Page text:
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Showing content with the highest reputation on 08/18/2015 in all areas

  1. I thought I would do American history for a quite some time because I basically sucked at foreign languages. I could never make As, let alone any grade above a B-. Confidence had a lot to do with my desire to avoid foreign languages even though I really did like learning about other cultures. Then I had a supervisor who told me flat out that I would not get a job in my dream field of work without German. Having already struggled through three languages by that point, I had to think pretty hard about how badly I wanted to do that kind of work. Eventually, I buckled down and learned German (
    2 points
  2. Just awarded a scholarship for "academic excellence" after completing my first year of graduate studies. I don't care what anyone says - grades DO matter, even if it's only for scholarships.
    2 points
  3. ^^ re: the last two posts especially, I love an excuse to talk about the importance of languages, but the OP's made it clear they're not interested in pursuing a Ph.D (which leads me to believe academia is a firm "no") so I don't really think it's a "requirement" per se. That being said, OP languages are exceptionally difficult and while they may not be required for your line of work, any work or comfort you can show in them will do miles for your career. Especially in the digital age; while people are converging on the use of English, there are rich conversations that are being held in all s
    1 point
  4. I honestly believe that people who are reluctant to take language classes should re-evaluate why they want to get into academia. If you are in the humanities you really should know French and German. Not for your day-to-day research necessarily, but you'll need these languages for historiography, attending conferences, and collaborating with other scholars. You (universal *you*) are pigeon-holing yourself by not wanting to take language classes.
    1 point
  5. In a previous life, I was working full time, and taking 3 graduate classes per quarter (although the average full-time student there took 4). I was single at the time, and had no pets, and no friends outside of work (which was OK for me then). At it's hardest, I would get to work around 7 or 8, go to class on any given day for three hours at some point (which my bosses OK'd), and stay at work until about 6 or 7pm. I ate breakfast and lunch at work, usually while working, and occasionally dinner, too. Then I'd go home and read and write for anywhere between 1 and 4 hours. Sometimes I'd pull ove
    1 point
  6. gellart has it nailed. Do you want to just graduate? Then those expectations sound fine. But if you want to land somewhere at the top of your field then more is required... It's the same in any professional field--just ask an associate who's trying to make partner at a top firm, or a med student who wants a residency at Harvard Medical School.
    1 point
  7. Spring admits for most programs are almost non-existent. There are usually course sequences you need to complete (especially in 2 year Masters) that make spring admits difficult for full time students. If you live close enough, there is nothing wrong with reaching out to the department about setting up a visit. I would suggest contacting the department admin, let them know you are a prospective student looking to visit, and that you would like to set up meetings with the DGS or professors. My department doesn't fly in MAs, but will usually let them come to a class/meet profs on request. One su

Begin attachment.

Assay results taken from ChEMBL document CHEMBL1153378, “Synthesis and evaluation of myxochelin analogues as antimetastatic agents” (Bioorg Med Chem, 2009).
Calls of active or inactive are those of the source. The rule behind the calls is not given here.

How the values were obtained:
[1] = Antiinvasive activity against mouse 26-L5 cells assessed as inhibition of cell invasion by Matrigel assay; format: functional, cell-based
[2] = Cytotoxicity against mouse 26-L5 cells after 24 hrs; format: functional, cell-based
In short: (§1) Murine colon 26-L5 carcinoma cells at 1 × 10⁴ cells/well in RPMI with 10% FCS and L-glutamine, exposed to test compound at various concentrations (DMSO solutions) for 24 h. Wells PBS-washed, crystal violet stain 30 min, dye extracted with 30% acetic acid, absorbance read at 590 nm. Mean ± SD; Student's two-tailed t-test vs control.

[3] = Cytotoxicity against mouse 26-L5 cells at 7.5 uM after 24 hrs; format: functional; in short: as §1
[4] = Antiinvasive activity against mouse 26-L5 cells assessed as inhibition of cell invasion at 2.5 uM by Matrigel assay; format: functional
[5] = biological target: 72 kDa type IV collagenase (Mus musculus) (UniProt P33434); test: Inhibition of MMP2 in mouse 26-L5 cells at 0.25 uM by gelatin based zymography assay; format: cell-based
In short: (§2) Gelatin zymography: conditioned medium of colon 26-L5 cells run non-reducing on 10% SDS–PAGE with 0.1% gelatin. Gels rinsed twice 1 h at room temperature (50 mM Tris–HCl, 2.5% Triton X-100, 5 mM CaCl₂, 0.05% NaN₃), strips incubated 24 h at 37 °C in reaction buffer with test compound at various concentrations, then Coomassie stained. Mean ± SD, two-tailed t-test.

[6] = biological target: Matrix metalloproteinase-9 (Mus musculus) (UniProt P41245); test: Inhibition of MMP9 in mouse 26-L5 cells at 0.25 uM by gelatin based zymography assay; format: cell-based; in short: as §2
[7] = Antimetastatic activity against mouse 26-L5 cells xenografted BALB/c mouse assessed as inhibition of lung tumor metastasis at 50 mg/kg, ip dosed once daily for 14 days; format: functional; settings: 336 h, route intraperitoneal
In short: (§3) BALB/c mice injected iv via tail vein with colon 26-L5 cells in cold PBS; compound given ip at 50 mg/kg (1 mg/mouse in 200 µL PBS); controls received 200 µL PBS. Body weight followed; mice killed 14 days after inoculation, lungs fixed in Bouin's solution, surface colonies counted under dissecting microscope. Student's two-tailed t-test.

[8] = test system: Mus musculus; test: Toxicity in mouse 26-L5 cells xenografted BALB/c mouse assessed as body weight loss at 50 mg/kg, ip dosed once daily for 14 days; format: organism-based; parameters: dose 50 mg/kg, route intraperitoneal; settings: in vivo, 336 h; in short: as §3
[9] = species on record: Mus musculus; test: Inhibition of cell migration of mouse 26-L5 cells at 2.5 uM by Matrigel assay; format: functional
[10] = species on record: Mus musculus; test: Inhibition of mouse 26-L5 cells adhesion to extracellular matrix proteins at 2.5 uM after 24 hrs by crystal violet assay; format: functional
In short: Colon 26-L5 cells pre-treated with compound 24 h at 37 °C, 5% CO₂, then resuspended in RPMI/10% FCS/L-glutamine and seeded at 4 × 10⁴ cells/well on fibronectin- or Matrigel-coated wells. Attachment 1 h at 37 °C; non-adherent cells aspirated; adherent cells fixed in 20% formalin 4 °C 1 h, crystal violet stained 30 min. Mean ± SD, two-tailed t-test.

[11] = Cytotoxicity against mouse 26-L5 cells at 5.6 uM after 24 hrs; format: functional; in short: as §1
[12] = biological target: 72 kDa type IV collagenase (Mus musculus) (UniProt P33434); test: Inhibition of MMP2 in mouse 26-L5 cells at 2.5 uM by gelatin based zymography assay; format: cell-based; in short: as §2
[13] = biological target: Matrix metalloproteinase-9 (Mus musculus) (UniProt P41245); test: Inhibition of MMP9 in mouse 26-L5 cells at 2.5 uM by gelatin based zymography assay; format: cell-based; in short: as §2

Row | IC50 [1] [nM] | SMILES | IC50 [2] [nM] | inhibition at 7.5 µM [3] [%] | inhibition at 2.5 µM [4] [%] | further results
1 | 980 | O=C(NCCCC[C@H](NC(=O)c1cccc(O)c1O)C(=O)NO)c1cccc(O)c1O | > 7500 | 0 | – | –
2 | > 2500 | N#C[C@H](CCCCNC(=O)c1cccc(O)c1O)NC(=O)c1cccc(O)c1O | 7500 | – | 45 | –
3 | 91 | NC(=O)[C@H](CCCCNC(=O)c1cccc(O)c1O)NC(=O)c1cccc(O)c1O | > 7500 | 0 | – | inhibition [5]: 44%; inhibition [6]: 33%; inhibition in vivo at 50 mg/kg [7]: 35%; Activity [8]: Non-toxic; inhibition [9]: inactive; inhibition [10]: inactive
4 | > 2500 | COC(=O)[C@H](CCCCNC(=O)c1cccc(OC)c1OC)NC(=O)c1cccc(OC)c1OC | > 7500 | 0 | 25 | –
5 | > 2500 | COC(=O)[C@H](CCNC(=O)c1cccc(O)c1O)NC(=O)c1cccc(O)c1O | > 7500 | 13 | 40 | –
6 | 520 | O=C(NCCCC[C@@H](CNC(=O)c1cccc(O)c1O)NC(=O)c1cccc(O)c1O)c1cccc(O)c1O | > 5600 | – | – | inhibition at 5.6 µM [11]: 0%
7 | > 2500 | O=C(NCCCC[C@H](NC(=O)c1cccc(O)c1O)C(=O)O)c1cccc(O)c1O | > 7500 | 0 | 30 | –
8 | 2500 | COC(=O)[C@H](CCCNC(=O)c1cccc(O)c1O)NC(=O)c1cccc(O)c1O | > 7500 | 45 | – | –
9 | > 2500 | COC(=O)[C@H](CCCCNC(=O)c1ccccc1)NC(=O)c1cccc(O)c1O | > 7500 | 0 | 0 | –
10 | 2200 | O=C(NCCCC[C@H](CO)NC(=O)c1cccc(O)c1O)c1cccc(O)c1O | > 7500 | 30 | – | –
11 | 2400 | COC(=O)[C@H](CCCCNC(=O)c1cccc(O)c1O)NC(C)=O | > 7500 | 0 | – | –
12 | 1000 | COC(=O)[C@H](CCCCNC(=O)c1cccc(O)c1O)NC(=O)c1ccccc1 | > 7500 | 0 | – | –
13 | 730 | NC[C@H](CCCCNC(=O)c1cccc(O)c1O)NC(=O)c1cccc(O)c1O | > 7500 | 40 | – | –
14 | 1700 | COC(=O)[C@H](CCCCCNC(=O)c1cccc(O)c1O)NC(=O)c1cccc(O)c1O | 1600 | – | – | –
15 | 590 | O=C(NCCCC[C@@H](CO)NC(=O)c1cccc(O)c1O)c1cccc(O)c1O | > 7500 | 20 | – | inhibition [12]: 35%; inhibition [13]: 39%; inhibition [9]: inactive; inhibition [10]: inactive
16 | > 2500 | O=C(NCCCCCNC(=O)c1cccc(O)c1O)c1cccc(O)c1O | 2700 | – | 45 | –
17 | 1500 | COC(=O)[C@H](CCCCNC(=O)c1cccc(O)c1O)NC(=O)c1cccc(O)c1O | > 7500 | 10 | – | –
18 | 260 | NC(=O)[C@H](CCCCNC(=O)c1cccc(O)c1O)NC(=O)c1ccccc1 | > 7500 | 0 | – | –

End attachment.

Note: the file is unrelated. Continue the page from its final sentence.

1 point
  8. I agree with Gellert. But I would also recommend that you try talking to your adviser and letting him know that the project you are working on isn't really appealing to you. He may be able to have you work on something that appeals to you more. Since he is funding you, it's better that you work for him for a semester or a year before you try leaving him. As someone above mentioned, it won't be a complete waste of resources for him since you would hopefully get some work done for his group. If, after a considerable time (like a year), you still feel disinterested, you should try to change advis
    1 point
  9. It does sound like an amazing opportunity. You could always check with your school and see if they'd accept the credits as transfer. Sometimes they can find equivalent courses, my school did that for me when I transferred in. But you don't need to do that because it sounds like your GPA is pretty good. Most schools look at the last 2 years (Sophomore and Junior) when you apply from what I've heard. Plus your major GPA is perfect. So I don't see why you'd have a problem. Maybe try taking the GRE first and see where you'd land. What kind of graduate degree are you looking at getting? One
    1 point
  10. Hi there, from my experience with applying schools will have a form to be completed. Some schools do allow optional, but not in lieu of, letters. You should definitely narrow down your school choices as soon as possible then go to each school's website to locate, if available, the LOR forms.
    1 point
  11. Doing a master's was a good play in your situation as that GPA and lack of research experience would have disqualified you from the majority of PhD programs. You are basically doing right now all you can do to make you a good candidate for those schools you listed though I wouldn't apply to quite so many. Refine that list based on your interests in geophysics over the next two years as you learn what you like and don't like in research. Get at least one good quality publication, present at conferences where you can network with potential PIs at the institutions you are interested in, and get a